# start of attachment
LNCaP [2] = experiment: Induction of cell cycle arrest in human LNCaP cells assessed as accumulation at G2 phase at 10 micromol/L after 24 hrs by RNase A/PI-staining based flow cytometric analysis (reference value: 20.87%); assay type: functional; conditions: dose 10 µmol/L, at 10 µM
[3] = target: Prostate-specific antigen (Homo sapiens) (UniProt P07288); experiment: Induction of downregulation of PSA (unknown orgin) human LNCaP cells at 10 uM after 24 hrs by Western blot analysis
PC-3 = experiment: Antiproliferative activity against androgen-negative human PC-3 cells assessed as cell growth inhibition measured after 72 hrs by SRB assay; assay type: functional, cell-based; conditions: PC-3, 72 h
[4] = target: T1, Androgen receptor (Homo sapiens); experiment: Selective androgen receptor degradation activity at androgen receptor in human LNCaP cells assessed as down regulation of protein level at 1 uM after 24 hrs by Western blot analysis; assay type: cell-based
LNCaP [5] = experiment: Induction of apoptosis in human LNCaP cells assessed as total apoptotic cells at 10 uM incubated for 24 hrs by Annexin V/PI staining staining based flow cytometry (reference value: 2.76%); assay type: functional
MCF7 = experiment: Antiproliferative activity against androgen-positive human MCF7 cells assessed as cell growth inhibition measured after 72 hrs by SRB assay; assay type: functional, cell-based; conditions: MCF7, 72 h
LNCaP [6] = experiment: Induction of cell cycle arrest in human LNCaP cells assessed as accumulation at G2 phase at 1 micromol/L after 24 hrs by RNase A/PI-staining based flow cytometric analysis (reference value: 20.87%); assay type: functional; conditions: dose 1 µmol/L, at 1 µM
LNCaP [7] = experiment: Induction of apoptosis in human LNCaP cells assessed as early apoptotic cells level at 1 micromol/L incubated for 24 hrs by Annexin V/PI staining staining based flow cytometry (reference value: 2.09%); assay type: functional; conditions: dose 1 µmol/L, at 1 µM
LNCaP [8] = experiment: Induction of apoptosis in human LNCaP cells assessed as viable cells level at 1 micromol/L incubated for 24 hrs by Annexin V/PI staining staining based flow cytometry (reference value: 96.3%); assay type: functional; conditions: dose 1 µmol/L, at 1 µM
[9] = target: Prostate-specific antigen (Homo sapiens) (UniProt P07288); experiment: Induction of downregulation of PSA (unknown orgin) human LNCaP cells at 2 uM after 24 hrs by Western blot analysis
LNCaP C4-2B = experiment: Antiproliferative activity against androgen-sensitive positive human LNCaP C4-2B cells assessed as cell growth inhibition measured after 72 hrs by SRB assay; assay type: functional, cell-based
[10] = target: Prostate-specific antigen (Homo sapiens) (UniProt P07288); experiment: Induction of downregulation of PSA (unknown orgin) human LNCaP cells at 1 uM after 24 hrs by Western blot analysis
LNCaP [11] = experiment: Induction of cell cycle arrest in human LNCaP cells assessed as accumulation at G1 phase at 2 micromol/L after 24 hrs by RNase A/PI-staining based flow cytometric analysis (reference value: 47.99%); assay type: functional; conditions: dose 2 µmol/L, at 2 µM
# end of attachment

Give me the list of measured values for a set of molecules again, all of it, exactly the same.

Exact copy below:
LNCaP [2] = experiment: Induction of cell cycle arrest in human LNCaP cells assessed as accumulation at G2 phase at 10 micromol/L after 24 hrs by RNase A/PI-staining based flow cytometric analysis (reference value: 20.87%); assay type: functional; conditions: dose 10 µmol/L, at 10 µM
[3] = target: Prostate-specific antigen (Homo sapiens) (UniProt P07288); experiment: Induction of downregulation of PSA (unknown orgin) human LNCaP cells at 10 uM after 24 hrs by Western blot analysis
PC-3 = experiment: Antiproliferative activity against androgen-negative human PC-3 cells assessed as cell growth inhibition measured after 72 hrs by SRB assay; assay type: functional, cell-based; conditions: PC-3, 72 h
[4] = target: T1, Androgen receptor (Homo sapiens); experiment: Selective androgen receptor degradation activity at androgen receptor in human LNCaP cells assessed as down regulation of protein level at 1 uM after 24 hrs by Western blot analysis; assay type: cell-based
LNCaP [5] = experiment: Induction of apoptosis in human LNCaP cells assessed as total apoptotic cells at 10 uM incubated for 24 hrs by Annexin V/PI staining staining based flow cytometry (reference value: 2.76%); assay type: functional
MCF7 = experiment: Antiproliferative activity against androgen-positive human MCF7 cells assessed as cell growth inhibition measured after 72 hrs by SRB assay; assay type: functional, cell-based; conditions: MCF7, 72 h
LNCaP [6] = experiment: Induction of cell cycle arrest in human LNCaP cells assessed as accumulation at G2 phase at 1 micromol/L after 24 hrs by RNase A/PI-staining based flow cytometric analysis (reference value: 20.87%); assay type: functional; conditions: dose 1 µmol/L, at 1 µM
LNCaP [7] = experiment: Induction of apoptosis in human LNCaP cells assessed as early apoptotic cells level at 1 micromol/L incubated for 24 hrs by Annexin V/PI staining staining based flow cytometry (reference value: 2.09%); assay type: functional; conditions: dose 1 µmol/L, at 1 µM
LNCaP [8] = experiment: Induction of apoptosis in human LNCaP cells assessed as viable cells level at 1 micromol/L incubated for 24 hrs by Annexin V/PI staining staining based flow cytometry (reference value: 96.3%); assay type: functional; conditions: dose 1 µmol/L, at 1 µM
[9] = target: Prostate-specific antigen (Homo sapiens) (UniProt P07288); experiment: Induction of downregulation of PSA (unknown orgin) human LNCaP cells at 2 uM after 24 hrs by Western blot analysis
LNCaP C4-2B = experiment: Antiproliferative activity against androgen-sensitive positive human LNCaP C4-2B cells assessed as cell growth inhibition measured after 72 hrs by SRB assay; assay type: functional, cell-based
[10] = target: Prostate-specific antigen (Homo sapiens) (UniProt P07288); experiment: Induction of downregulation of PSA (unknown orgin) human LNCaP cells at 1 uM after 24 hrs by Western blot analysis
LNCaP [11] = experiment: Induction of cell cycle arrest in human LNCaP cells assessed as accumulation at G1 phase at 2 micromol/L after 24 hrs by RNase A/PI-staining based flow cytometric analysis (reference value: 47.99%); assay type: functional; conditions: dose 2 µmol/L, at 2 µM